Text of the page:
Shark attacks and whale migration
in Western Australia
The main predators/scavengers of whales in the Indian and Southern oceans are killer whales and great white sharks.
Great whites have had 17 years of recovery as a protected species in WA waters (since 1999). Whenever possible they feast on weak, injured and dead whales, with a taste for vulnerable humpback calves that are born during the northern migration from Antarctica and escorted by their mothers to and from the Kimberley where they are nurtured during winter and spring.
During their journeys south to the Antarctic from WA's northern waters, usually beginning around August, humpbacks swim closer to the shore and hug the bays because it better protects their young.
This is evident through the increasing number of Western Australia pod strandings (desktop site) that mostly occur during the southern leg of the migratory season, with reports since 2009 of more humpbacks coming ashore in poor condition along the WA coastline and fears their population is exceeding the available food.
More sharks are drawn close to WA shores where the whale prey has become plentiful, and it has been decades since so many were swimming off the beaches of Western Australia.
WA's humpback population around 1900 was estimated at a little over 30,000. In 1935 it was less than 17,000 and by 1949 it was below 10,000.
Records indicate there were five fatal shark attacks in WA from 1896 to 1925. Modern hunting techniques were wiping out humpback populations in following years and there were just three fatal shark attacks from 1925 to 1995.
By the 1960s there were less than 600 adult humpbacks off the WA coast. Since their slaughter was banned in 1963, numbers have rebounded by about 10% per year with some studies suggesting population growth close to 12%. Since 1995 there have been 16 fatal attacks with one blamed on tiger sharks, two unknown species and the rest great whites.
The whales disappeared and the sharks disappeared. The whales returned, the sharks returned, and this time they've found a lot more humans swimming nearby.
Fairly uncommon compared to other shark species even before human exploitation, global numbers of great whites have crashed by 60% to 95% in different oceans around the world since the 1800s. Albeit a dubiously low figure, a 2010 survey (desktop site) suggested there were just 3,500 left on the planet.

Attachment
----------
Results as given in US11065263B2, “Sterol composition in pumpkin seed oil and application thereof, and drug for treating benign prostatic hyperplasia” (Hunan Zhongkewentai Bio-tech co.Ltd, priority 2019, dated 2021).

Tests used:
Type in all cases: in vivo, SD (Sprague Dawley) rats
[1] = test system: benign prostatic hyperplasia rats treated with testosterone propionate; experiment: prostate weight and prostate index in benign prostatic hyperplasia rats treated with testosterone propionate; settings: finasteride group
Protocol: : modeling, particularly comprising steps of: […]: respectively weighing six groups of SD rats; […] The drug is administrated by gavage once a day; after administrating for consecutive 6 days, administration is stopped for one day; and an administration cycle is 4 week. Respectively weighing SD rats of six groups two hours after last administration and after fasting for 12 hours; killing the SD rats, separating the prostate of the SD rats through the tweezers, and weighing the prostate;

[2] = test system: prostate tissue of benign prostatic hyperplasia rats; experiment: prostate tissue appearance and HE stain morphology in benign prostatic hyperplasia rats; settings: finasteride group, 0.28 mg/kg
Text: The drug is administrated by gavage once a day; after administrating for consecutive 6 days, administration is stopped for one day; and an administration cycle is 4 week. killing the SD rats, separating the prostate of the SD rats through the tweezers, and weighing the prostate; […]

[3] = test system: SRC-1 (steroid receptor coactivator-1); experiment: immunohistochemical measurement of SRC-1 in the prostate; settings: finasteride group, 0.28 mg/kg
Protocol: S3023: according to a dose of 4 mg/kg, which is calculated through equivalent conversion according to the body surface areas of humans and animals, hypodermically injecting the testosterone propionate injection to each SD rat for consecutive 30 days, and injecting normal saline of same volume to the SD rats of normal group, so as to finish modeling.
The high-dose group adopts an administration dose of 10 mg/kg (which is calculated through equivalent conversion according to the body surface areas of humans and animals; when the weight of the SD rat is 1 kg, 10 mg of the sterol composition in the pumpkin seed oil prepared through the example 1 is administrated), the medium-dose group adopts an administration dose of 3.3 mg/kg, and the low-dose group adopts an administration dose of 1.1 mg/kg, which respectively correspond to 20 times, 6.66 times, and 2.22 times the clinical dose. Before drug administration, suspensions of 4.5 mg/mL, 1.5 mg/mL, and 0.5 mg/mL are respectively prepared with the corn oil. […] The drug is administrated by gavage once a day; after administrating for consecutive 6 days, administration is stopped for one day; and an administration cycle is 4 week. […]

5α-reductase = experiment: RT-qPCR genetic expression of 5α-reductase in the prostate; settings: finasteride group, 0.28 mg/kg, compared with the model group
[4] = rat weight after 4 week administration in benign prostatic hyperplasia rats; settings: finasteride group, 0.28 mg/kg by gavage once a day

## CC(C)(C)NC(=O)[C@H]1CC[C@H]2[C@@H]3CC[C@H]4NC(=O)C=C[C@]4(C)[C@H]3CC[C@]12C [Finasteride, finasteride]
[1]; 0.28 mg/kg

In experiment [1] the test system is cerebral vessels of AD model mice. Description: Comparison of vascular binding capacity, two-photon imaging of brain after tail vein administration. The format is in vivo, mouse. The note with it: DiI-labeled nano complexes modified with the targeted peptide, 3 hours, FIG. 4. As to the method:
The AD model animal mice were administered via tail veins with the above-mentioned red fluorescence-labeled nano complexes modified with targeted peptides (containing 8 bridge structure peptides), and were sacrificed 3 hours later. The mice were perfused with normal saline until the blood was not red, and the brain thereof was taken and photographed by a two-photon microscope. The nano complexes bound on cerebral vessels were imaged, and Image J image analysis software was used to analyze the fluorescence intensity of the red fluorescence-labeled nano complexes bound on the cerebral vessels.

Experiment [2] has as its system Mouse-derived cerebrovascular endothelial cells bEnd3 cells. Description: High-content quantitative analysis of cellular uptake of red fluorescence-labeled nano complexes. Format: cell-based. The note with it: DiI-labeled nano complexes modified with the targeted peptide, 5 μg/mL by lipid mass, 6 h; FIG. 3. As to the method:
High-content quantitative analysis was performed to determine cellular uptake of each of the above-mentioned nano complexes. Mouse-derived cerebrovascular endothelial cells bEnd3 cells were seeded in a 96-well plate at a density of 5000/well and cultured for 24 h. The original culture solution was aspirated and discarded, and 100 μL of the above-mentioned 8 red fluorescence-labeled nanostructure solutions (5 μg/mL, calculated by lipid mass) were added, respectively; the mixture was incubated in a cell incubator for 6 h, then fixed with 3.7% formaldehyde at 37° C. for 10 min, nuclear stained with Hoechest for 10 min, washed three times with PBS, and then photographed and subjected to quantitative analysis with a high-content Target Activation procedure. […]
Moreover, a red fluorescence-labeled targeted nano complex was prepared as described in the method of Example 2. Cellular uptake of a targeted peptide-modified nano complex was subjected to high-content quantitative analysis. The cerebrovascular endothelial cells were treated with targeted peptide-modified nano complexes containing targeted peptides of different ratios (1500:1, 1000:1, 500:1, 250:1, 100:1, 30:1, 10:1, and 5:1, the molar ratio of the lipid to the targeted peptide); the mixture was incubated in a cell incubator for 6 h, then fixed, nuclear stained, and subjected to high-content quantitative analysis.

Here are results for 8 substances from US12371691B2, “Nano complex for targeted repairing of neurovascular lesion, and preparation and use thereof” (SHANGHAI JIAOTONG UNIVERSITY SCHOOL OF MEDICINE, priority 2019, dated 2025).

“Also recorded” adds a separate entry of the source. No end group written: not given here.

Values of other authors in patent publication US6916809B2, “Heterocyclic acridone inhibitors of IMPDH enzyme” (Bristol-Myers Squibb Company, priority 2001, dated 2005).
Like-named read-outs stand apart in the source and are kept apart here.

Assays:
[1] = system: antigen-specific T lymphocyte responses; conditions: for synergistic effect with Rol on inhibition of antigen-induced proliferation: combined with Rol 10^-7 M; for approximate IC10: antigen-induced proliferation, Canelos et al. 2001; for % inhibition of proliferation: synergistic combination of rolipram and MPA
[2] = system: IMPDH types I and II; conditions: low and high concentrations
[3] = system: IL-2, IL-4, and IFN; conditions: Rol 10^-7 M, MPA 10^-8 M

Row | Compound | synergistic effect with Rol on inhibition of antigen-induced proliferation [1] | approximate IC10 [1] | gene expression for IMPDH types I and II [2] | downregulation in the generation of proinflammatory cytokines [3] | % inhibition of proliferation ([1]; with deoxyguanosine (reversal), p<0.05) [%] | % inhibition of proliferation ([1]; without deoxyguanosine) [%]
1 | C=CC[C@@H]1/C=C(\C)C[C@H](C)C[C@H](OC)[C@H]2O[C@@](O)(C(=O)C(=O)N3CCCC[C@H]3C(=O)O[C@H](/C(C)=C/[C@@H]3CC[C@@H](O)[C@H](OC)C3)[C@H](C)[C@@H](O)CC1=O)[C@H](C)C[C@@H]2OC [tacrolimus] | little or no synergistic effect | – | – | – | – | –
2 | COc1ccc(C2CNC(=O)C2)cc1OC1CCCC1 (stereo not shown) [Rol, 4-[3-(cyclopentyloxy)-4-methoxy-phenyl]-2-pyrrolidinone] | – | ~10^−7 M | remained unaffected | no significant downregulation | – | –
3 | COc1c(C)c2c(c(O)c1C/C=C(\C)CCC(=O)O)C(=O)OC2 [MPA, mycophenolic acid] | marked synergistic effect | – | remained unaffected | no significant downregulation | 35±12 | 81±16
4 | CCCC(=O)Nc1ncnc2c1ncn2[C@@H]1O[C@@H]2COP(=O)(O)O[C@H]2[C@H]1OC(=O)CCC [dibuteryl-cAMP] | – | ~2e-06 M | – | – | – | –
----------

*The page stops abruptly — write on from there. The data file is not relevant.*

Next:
Great whites are not a strictly coastal species and are know to swim between South Africa and Australia through cold lower latitudes, their habitat including several thousand kilometres north along the WA coast. This is the humpback whales' migratory path.
The female great white is believed to reach sexual maturity at between 12 and 17 years, possibly older. It is unlikely that this species, which was protected since 1999 because of its threatened status, has somehow exploded in number within a single generation.
No matter how many great white sharks are in the Indian Ocean, it is logical that they will be lured toward their favourite food so they can scavenge or kill a dying adult humpback, a vulnerable, sick or aborted calf, or a carcass that permeates oil for kilometres around.
There is evidence that there may be a reproductive stimulus among great white sharks when feasting on a whale carcass, the huge meal causing a hormone release due to signals there is abundant food and the environment is conducive to breeding.
Estimates of great white longevity vary from 23 to well over 50 years and these sharks can survive for about two weeks (desktop site) from a single large meal (aka a whale).
Great white sharks usually give birth to between five and 10 pups, each about 1.5 metres long, and the females are assumed to reproduce roughly every three years. There is no maternal care from birth and pup survival is believed to be low.
Not all newborn will survive because of disease and natural predation, although man's activities may have reduced the toll from other predators (i.e. reduced numbers of other shark species and slowly recovering killer whales).
Research such as the extract below from the book Global Perspectives on the Biology and Life History of the White Shark (desktop site) shows that in large sharks, the greatest mass of their diet is whale meat:
Similar clues can be found in Using Stable Isotope Analysis to Understand the Migration and Trophic Ecology of Northeastern Pacific White Sharks (desktop site).
The research suggests that as great whites become larger they increasingly target marine mammal prey and, with most of their diet comprising whale, it is probable their habitat is influenced by the location and availability of these animals.
Swimming with Humpback Whales : Potential risks from sharks (PDF download), research submitted to the Queensland government in August 2014, confirms the white shark correlation with whale migration and calls for further inquiry, despite being ignored by the media.
It is likely that great white numbers in Australian waters have increased since protected species status was enforced in 1999, bearing in mind these sharks traverse the Southern and Indian oceans, but this recovery is from an historically low base.
It is probable that oceanic shark numbers are less important than the great white's preferred feeding habitat, which has become more attractive along the WA coastline since whale numbers exploded and may help explain both the increase in shark numbers and the more likely attack months.Back To Top